In Haven’t Lived Afro Pop, William’s looped guitar layers cascade over Che’s acrobatic drumming, Eric Emms’ tapping bassline transforms into a riff that is later joined by yet another tapping guitar arrangement, forming a beautiful, psychedelic soundscape in the style of Steve Reich. The trio develops this riff until the very end of the track. Ones All Over the Place starts as a meditative, yet percussion-wise aggressive piece, with Emm’s bass mixed way up front. The track goes over radically different sections in a labyrinthian, yet fluid way- you can listen several times to this track and still pick up details you had not noticed before.
The album really picks up after the second half; I Never Liked You is one of the most dynamic and exciting pieces of the album, the bass and drums interlocking with amazing musical precision. Unlike most of the other tracks of the album, this one sticks to the original riff idea and develops it throughout the song. 'Details on How to Get ICEMAN on Your License Plate' starts with a reversed guitar which is later replaced by a nostalgic sounding guitar/bass counterpoint.
A Lot of People Tell Me I Have A Fake British Accent is an intoxicating, intense track, where Che’s drumming really gets to shine, pummeling away against William’s convoluted guitar riffs. It also takes the prize for the most hilarious song name of the album. A machine gun-like bass riff followed by Che’s wild drumming gives way to a classic Williams tapping guitar riff in Let’s Face it, Pal, You Didn’t Need That Eye Surgery, the album closer. This upbeat track evolves like a living organism, Williams frantic guitar riffs growing in intensity as the album reaches its climax. During the energetic buildup towards the end, atmospheric guitars take over and the album is finished off with a simple major chord.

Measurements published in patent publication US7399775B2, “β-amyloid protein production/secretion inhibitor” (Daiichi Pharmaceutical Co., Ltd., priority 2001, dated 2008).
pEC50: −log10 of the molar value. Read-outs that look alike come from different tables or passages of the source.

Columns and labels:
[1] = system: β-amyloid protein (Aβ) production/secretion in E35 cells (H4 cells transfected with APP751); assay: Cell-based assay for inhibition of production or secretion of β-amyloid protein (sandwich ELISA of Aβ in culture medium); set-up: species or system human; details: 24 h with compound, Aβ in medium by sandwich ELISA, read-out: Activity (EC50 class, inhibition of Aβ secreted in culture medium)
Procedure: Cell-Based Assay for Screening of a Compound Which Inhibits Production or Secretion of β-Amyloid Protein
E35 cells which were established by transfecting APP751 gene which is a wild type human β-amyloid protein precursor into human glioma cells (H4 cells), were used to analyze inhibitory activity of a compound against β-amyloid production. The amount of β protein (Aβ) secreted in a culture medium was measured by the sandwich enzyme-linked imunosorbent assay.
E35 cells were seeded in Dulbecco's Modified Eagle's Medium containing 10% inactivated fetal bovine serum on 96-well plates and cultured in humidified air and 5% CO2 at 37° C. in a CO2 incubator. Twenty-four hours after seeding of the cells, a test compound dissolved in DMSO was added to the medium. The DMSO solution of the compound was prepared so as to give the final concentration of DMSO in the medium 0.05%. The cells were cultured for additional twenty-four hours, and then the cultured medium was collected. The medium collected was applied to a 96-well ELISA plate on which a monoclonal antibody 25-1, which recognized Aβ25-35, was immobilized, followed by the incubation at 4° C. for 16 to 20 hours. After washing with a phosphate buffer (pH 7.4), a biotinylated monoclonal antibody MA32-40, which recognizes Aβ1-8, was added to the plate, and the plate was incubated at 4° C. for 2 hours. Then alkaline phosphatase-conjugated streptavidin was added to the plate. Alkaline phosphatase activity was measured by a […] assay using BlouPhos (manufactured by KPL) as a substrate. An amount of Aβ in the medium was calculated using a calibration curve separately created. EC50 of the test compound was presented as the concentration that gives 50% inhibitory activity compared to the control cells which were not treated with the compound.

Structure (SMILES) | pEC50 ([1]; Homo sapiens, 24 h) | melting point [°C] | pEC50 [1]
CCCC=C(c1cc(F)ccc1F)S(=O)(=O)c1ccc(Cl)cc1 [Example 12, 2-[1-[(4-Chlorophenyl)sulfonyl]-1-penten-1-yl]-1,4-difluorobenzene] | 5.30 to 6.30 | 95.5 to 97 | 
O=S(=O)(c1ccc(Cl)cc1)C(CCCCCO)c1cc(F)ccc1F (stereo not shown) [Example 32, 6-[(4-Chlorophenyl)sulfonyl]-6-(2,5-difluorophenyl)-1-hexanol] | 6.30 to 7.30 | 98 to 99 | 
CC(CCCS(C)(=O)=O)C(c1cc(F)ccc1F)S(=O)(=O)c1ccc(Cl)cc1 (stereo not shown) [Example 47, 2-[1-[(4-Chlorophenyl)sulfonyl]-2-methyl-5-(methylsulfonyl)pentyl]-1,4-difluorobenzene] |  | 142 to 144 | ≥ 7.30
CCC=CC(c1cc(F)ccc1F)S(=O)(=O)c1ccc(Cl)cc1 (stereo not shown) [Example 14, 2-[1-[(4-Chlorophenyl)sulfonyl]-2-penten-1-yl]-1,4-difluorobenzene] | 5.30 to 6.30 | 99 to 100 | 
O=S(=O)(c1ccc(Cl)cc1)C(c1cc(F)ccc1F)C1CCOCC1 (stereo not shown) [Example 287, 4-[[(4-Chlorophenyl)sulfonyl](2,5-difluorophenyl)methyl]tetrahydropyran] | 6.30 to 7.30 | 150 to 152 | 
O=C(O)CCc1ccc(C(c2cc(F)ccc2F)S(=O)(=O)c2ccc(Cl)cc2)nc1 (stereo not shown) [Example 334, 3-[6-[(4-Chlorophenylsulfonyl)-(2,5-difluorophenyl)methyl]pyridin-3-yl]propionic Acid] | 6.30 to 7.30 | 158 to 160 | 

Unfortunately, as mentioned before, American Don was to be Don Caballero's last studio album with the band as a whole. In one of the ugliest band breakups ever recorded, the trio disbanded after being involved in a catastrophic car accident; the van in which the band was traveling in while heading to Detroit for their last show on the American Don tour hit a patch of ice, causing it to crash heavily against a semi-truck. Nobody was gravely injured, but the band decided to stop playing together after the incident, mainly because of personal issues among band members. 'They hated each other' as Fred Weaver, (a singer/songwriter who opened the band's shows during the tour) puts it. He later wrote an elaborate account of the events of the American Don tour, including the disastrous accident. The article was published in the music magazine Chunklet-you can find the link below. It's an interesting read; it offers a detailed insight into the band member's clashing personalities and their surreal experiences during the tour.
American Don still holds its status as one of math-rock's finest albums to this day; it's a great album for listeners who want to get into the genre, and the music retains its freshness even after repeated listening. If you enjoy this album I recommend checking out What Burns Never Returns and Don Caballero 2 as well.
Don Caballero's Final Tour Diary